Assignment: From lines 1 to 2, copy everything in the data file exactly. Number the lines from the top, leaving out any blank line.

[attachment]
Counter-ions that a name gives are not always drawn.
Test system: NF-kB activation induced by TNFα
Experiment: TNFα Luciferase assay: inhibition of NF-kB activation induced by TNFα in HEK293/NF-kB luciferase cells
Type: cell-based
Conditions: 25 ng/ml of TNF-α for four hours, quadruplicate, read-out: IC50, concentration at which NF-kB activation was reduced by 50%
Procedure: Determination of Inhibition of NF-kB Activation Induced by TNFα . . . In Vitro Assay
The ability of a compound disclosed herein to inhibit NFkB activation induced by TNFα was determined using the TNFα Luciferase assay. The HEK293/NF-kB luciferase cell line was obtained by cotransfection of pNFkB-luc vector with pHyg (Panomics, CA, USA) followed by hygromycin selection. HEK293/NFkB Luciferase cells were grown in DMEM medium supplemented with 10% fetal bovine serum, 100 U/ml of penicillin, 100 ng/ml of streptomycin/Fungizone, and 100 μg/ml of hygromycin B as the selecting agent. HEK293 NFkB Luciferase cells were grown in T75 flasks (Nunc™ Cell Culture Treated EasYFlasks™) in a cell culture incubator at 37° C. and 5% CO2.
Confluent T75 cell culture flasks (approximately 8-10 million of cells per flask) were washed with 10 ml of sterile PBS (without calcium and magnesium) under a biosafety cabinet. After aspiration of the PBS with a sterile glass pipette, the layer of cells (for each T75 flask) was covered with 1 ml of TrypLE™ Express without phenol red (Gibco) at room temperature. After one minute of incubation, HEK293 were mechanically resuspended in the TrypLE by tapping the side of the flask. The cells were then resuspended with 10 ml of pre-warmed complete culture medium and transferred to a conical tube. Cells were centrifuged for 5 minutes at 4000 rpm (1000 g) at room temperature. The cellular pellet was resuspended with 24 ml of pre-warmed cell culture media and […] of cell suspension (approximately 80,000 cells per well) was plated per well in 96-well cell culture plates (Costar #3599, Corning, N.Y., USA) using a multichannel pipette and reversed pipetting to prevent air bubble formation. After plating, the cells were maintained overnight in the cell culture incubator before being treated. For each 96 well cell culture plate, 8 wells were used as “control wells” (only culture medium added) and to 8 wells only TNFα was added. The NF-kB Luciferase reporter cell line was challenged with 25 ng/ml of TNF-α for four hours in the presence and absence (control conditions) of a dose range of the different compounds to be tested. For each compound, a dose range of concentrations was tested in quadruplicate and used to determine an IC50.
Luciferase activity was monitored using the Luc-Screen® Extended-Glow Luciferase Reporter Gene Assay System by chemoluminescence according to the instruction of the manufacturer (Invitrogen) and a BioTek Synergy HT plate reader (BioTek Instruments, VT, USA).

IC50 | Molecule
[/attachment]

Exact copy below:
Counter-ions that a name gives are not always drawn.
Test system: NF-kB activation induced by TNFα